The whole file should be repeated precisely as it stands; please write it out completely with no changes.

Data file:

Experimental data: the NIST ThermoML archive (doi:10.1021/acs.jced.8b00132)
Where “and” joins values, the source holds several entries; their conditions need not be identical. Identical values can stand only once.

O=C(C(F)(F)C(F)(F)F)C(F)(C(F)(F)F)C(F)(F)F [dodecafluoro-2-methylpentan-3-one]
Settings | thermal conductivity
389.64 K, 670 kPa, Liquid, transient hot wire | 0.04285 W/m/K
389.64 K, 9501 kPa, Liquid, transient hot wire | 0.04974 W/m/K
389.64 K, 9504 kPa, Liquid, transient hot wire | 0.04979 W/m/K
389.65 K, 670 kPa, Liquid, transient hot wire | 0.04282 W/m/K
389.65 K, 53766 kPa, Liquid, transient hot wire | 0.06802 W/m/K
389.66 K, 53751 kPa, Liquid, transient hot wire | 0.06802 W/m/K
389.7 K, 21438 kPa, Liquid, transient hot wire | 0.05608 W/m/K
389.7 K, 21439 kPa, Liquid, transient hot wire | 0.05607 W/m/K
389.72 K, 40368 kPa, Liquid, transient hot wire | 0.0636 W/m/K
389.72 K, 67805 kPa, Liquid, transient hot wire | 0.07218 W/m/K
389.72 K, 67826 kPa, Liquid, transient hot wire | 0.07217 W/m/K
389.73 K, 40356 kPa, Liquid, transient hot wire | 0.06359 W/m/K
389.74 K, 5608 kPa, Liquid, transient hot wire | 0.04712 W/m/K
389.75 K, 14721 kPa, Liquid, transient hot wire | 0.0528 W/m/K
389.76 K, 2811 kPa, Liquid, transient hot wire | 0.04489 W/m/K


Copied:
Experimental data: the NIST ThermoML archive (doi:10.1021/acs.jced.8b00132)
Where “and” joins values, the source holds several entries; their conditions need not be identical. Identical values can stand only once.

O=C(C(F)(F)C(F)(F)F)C(F)(C(F)(F)F)C(F)(F)F [dodecafluoro-2-methylpentan-3-one]
Settings | thermal conductivity
389.64 K, 670 kPa, Liquid, transient hot wire | 0.04285 W/m/K
389.64 K, 9501 kPa, Liquid, transient hot wire | 0.04974 W/m/K
389.64 K, 9504 kPa, Liquid, transient hot wire | 0.04979 W/m/K
389.65 K, 670 kPa, Liquid, transient hot wire | 0.04282 W/m/K
389.65 K, 53766 kPa, Liquid, transient hot wire | 0.06802 W/m/K
389.66 K, 53751 kPa, Liquid, transient hot wire | 0.06802 W/m/K
389.7 K, 21438 kPa, Liquid, transient hot wire | 0.05608 W/m/K
389.7 K, 21439 kPa, Liquid, transient hot wire | 0.05607 W/m/K
389.72 K, 40368 kPa, Liquid, transient hot wire | 0.0636 W/m/K
389.72 K, 67805 kPa, Liquid, transient hot wire | 0.07218 W/m/K
389.72 K, 67826 kPa, Liquid, transient hot wire | 0.07217 W/m/K
389.73 K, 40356 kPa, Liquid, transient hot wire | 0.06359 W/m/K
389.74 K, 5608 kPa, Liquid, transient hot wire | 0.04712 W/m/K
389.75 K, 14721 kPa, Liquid, transient hot wire | 0.0528 W/m/K
389.76 K, 2811 kPa, Liquid, transient hot wire | 0.04489 W/m/K